The rest of the cast is much more problematic. Thandie Newton ("Mission: Impossible 2", "Beloved"), who plays Condoleezza Rice is probably the most successful at recreating the actual person, copying her speech pattern and mannerisms. But the performance lacks any bite or insight into who Rice is. The portrayal makes her seem far too inconsequential and powerless. Richard Dreyfuss manages to grit his teeth once or twice, ala Jon Stewart's impression of Cheney as The Penguin, but that's about it. The performance also lacks any bite or insight. Jeffrey Wright plays Colin Powell. Stone seems especially kind to Powell, giving his character the benefit of hindsight. In virtually every one of his scenes, Wright plays Powell as repentant or against the rest of the group. A brief, very brief scene shows Powell going along with Bush 41 and Cheney during the first Gulf War. As we all know, hindsight is 20/20 and Powell shouldn't be let off so easily simply because he now regrets his decisions. Donald Rumsfeld, on the other hand, is clearly despised by Stone. Scott Glenn's portrayal only serves to make the former Secretary of Defense seem like a complete idiot. At one point, while everyone else is contemplating the consequences of their actions, Stone focuses on Rumsfeld stuffing his face with a huge fork of pie, the Secretary seemingly oblivious to anything but the sweet dessert.
Elizabeth Banks plays Laura Bush and seems suitably supportive throughout. Moments of disagreement and/ or criticism seem to have been few and far between in this Bush household. She merely frowns when W proves he has a drinking problem (one or two many times I might add). She merely frowns when W accepts a job from his father to lead his campaign for President, ensuring they will have to relocate to Washington. She frowns a lot, but doesn't look or act like the real Laura Bush.
Ellen Burstyn is even more problematic. She has the emblematic white hair of Barbara Bush, but has very few scenes and only pops up occasionally to show how strong willed she is. I think there was an attempt to paint her as rather crude; she is seen swearing in a few scenes, but this doesn't really come across that well.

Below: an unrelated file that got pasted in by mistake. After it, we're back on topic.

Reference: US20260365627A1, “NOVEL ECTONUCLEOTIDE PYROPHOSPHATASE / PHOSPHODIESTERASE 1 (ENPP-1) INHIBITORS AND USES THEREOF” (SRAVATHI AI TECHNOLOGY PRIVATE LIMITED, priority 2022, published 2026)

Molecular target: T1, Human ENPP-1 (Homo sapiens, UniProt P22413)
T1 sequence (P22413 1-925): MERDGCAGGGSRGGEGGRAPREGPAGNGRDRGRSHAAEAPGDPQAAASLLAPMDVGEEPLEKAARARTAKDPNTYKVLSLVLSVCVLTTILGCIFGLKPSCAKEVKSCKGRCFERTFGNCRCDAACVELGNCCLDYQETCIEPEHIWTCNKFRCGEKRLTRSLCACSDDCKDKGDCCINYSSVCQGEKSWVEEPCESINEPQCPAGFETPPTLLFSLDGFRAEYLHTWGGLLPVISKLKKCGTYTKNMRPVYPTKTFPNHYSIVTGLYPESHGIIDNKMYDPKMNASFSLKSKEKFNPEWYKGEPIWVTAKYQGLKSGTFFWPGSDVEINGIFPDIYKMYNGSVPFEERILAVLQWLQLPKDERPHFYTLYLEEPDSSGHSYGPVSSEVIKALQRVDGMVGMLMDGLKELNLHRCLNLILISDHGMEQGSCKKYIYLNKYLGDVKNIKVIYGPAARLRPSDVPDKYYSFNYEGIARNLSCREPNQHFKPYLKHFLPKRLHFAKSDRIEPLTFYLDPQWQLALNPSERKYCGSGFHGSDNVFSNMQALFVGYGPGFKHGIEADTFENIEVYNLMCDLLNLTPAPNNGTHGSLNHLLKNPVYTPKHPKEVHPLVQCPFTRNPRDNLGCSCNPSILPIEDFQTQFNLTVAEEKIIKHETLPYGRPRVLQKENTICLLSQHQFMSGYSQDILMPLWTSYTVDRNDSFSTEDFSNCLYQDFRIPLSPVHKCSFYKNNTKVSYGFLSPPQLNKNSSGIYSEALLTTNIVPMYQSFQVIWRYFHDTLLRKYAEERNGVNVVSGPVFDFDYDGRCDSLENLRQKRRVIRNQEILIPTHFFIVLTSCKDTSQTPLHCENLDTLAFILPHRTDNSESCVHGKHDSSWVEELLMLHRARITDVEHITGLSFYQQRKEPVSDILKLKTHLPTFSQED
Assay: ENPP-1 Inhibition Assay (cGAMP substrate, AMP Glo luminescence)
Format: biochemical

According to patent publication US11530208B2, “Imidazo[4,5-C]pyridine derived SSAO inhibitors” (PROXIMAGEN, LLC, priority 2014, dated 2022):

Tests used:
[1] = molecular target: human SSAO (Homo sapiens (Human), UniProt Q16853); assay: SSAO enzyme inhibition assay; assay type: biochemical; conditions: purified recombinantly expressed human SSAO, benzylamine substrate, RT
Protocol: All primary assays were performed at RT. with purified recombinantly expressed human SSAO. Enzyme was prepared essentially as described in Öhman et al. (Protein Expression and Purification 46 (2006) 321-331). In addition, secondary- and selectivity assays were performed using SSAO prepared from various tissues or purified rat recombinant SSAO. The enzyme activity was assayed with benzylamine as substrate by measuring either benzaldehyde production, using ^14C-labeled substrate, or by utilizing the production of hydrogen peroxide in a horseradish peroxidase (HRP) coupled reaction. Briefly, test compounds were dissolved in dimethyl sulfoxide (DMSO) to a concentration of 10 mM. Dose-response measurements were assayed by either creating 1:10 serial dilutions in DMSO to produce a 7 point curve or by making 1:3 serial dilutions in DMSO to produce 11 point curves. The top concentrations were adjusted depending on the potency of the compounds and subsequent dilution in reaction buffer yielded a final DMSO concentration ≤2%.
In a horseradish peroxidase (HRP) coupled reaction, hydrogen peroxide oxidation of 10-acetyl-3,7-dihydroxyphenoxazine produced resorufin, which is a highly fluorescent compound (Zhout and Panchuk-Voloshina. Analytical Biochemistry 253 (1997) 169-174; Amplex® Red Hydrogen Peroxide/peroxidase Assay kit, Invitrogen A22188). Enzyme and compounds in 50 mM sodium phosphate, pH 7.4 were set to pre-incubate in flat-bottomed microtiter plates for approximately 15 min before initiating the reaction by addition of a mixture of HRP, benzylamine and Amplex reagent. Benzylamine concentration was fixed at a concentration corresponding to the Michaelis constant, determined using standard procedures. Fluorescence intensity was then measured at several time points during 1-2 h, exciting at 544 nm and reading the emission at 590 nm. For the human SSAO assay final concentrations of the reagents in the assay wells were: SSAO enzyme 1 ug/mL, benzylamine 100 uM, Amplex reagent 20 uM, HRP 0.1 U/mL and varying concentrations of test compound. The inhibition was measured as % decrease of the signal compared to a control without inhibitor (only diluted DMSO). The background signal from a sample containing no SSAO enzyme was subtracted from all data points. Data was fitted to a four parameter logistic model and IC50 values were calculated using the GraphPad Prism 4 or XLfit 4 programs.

James Cromwell is the most successful member of the supporting cast. As Poppy Bush, he manages to convey Bush 41's unique and distinctive speech patterns on a few occasions. And he conveys 41's broken heart when he loses his re-election bid. It is an interesting performance and perhaps the most completely realized characterization after the work of Brolin.
But there is an attempt to portray their bond as a mythic father-son relationship and this aspect of the story is not successful. There are more than a few references to W trying to do things to please his father, seeking his dad's approval. But he never receives it. Which is apparently what drove W to become President. Yawn. What drove him to invade Iraq? To finish the job his dad started and in the process making Poppy proud. Yawn.
This argument may be true, but it is so clichéd and 'been there, done that' over and over again that we can't really care if this is the reason W is what he is. To make this really powerful, we would probably have to see Bush 41 do something completely egregious or sickening, something to make him seem mean, powerful or Machiavellian. None of this happens. He simply disapproves. And he has a lot to disapprove of. But it doesn't make this aspect of their relationship a powerful thing to watch.
"W" is also a poorly conceived film. Opening with a meeting in the Oval Office to work out the details of the Axis of Evil speech, the narrative shuttles back to W's college days and moves back and forth quickly. Generally, when a film begins to incorporate flashbacks, they are provided to help illustrate something happening in the current day. The flashbacks in "W" attempt to show us some of Bush's early activities (he basically got drunk a lot, which led to him becoming a Born Again Christian). But what created the idea of an "Axis of Evil"? In one scene, we see W say he is going to go after Sadam because he tried to 'kill my daddy'. And we see Bush 41 say why he calls Sadam Sah-dam. But these moments just don't connect. Or provide enough of an impetus for Bush 43's actions or motivations
Because of the subject matter, I wish Stone had spent some more time fine tuning the screenplay before filming. And I wish he had spent some more time in the editing room, constructing a well-made, cohesive making a cohesive argument about why W is the way he is. Instead, because he rushed to get the film into multiplexes before the election, we have the equivalent of a television movie.
A basic cable television movie.